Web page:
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What is the difference between using ext-all.js and ext-all-debug.js?

Does changing to ext-all.js from debug.js improve performance?

Can I assume that switching from debug to normal file will not have any other impacts on the application?

Also, can any one suggest what ext-base.js do?

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stackoverflow.com/q/22164500/752603 –  PHPst Dec 21 '14 at 10:05

4 Answers 4

up vote 7 down vote accepted

Ext-all is basically the minified verion of the debug one. The gain is that it greatly reduces the files size so that clients have to download less. Ext-base are the core functions of ext. If you only use those you could just include that file instead of the huge complete set in ext-all.

On the ext site there used to be a custom js builder where you would pick just the functions you need and it would create a custom js for you with just those modules

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This means that ext-base.js is not required when we have already included ext-all.js? –  hop Aug 20 '11 at 7:40
No the other way around. ext-base holds all the base functions of ext. ext-all has all the widgets. You need ext-base (25k file) but in a lot of cases you only use a subset of widgets (700k file). –  Eddy Aug 20 '11 at 7:52

Ext-all-debug is provided so that you can debug through the extjs code. It performs extactly the same operations that ext-all.js does. Using ext-all.js will improve performance since the size of the file is much smaller, hence clients can download and access them faster.

Same is the case with ext-base-debug and ext-base.js. These contain the operations on which ext-all.js depends on, for example Ajax operations. Interchanging these files will not have any effect on your application.

Use the ext-all-debug and ext-base-debug during development. Switch to ext-all.js and ext-base.js when in production.

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After implementing and optimizing an application, I like many, was confused with which process was optimal for 'production implementation'.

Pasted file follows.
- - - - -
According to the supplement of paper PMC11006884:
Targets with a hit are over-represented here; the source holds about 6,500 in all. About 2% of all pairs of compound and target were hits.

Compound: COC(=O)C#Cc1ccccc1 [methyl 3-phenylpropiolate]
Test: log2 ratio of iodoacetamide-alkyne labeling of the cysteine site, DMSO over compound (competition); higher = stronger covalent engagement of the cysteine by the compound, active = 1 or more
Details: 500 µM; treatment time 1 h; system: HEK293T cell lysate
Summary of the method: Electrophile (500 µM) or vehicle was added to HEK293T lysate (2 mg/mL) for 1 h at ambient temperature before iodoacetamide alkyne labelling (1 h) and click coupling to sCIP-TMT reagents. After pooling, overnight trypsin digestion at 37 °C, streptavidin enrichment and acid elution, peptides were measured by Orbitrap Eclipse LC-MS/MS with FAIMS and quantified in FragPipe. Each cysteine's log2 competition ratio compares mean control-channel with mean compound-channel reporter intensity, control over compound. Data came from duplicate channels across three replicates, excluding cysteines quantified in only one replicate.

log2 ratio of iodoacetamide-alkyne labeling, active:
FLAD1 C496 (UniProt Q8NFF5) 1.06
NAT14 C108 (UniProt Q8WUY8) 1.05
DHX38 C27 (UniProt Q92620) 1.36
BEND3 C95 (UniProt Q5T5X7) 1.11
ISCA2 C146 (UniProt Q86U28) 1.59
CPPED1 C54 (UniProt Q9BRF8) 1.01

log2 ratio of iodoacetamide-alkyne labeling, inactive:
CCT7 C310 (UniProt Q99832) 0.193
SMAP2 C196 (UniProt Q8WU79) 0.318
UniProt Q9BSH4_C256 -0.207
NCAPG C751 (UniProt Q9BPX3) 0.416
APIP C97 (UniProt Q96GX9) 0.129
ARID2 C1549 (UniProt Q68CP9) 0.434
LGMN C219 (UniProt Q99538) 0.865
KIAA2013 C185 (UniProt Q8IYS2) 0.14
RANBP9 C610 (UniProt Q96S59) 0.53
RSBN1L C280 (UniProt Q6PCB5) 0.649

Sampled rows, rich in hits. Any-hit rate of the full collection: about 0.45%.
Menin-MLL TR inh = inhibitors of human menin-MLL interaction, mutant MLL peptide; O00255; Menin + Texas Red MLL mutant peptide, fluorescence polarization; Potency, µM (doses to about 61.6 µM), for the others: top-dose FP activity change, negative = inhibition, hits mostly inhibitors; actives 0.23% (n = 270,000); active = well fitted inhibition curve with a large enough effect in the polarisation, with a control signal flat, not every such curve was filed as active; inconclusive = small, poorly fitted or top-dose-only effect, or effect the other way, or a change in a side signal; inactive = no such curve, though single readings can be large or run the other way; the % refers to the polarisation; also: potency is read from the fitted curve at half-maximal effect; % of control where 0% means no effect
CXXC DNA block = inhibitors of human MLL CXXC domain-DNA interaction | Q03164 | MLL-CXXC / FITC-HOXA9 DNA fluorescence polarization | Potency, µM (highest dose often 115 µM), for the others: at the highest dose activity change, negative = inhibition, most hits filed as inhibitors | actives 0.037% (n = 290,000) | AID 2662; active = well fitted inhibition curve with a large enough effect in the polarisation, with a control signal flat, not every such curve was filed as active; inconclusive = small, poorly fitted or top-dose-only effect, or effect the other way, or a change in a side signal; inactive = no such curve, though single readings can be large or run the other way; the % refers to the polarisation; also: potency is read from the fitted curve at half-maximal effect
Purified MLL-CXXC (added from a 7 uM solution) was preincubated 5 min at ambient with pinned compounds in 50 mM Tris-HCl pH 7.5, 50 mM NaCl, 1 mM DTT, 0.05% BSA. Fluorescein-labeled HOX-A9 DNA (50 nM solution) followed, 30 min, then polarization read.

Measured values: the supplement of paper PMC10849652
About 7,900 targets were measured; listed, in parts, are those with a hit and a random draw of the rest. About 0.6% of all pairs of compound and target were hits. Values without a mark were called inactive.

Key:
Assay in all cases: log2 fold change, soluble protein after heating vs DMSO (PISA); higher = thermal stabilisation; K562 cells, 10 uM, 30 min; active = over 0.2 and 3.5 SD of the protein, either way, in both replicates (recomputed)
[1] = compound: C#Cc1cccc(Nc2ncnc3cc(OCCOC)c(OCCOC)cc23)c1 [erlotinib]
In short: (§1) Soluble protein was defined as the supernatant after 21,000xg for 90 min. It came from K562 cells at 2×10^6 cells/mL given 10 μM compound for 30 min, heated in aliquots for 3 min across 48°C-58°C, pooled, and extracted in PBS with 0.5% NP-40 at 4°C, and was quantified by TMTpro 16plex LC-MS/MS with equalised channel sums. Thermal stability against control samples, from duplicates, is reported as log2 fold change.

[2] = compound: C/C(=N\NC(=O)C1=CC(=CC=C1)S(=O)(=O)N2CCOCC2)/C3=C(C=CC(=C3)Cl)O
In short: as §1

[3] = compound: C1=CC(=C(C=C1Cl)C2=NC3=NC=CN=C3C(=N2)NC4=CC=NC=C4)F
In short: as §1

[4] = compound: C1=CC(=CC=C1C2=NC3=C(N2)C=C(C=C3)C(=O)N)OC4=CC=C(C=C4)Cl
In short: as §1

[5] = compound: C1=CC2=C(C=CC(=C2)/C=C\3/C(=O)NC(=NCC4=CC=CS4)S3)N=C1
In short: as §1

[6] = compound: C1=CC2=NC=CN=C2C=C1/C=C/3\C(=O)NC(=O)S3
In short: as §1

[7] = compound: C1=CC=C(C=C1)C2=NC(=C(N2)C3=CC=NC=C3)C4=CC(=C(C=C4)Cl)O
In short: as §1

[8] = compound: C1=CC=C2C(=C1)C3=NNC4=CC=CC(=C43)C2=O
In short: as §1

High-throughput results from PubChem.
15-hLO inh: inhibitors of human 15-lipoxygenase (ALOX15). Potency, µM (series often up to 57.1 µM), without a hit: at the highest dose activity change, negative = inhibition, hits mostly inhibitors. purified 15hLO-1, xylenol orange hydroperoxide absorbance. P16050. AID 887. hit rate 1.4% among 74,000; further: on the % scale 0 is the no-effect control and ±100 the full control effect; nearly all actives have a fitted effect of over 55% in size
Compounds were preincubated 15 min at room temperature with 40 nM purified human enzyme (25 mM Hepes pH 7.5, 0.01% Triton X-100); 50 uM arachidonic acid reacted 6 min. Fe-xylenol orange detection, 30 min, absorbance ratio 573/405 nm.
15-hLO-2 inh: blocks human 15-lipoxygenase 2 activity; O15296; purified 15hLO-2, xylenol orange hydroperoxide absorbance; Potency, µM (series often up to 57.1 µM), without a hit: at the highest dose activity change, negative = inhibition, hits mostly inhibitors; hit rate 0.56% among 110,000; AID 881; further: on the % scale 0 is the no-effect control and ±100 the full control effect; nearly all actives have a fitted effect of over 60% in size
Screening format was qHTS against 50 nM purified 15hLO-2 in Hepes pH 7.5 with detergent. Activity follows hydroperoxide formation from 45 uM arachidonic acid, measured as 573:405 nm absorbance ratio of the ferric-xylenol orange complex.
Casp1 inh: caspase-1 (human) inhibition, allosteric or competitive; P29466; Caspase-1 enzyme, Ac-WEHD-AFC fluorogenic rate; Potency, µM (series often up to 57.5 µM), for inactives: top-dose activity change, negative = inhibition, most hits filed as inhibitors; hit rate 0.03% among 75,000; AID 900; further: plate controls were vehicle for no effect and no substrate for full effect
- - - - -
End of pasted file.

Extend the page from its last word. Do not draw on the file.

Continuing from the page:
This most current documentation for this turned out to be this document on Sencha: http://docs.sencha.com/ext-js/4-1/#!/guide/getting_started

It was difficult to identify, but the key for me was step #3. Deploying Application.

For which these four steps are conducted:

  1. cd to root
  2. sencha create jsb - this creates a manifest of classes used. - it can also be modified prior to build, in case it is needed.
  3. sencha build - creates two files(all-classes.js, app-all.js) - all-classes.js is non min for review. - app-all.js is the production ready file
  4. Setup for prod - these are the remaining includes needed in your production file:
ext-all.css  //minified-css, concatenated and dusted is optimal.
ext/ext.js   //non-debug
app-all.js   //minified, concatenated, app + framework files (only classes used).

Hope this helps someone. : )

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Interesting !! Is there a way to do extract only the required code with Ext Js 3.4? –  hop Feb 20 '13 at 17:00

differences between "ext.js" and "ext-debug.js" are:

  1. "ext-debug" is not compressed (or "minified").
  2. "ext-debug" is not run through the Cmd optimizer.

These files otherwise contain exactly the same code. Further, both flavors download required classes from the "src" folder. In short, both of these files are intended to support debugging.

In order to improve the performance,To reduce the downloads to as few files as possible you can use Sencha Cmd. some thing like this
sencha fs minify -yui -from=ext-debug.js -to=ext.js

For Cmd topics ext 4.2.2 doc set is the more current and you can access the dec here

hope this may help you.

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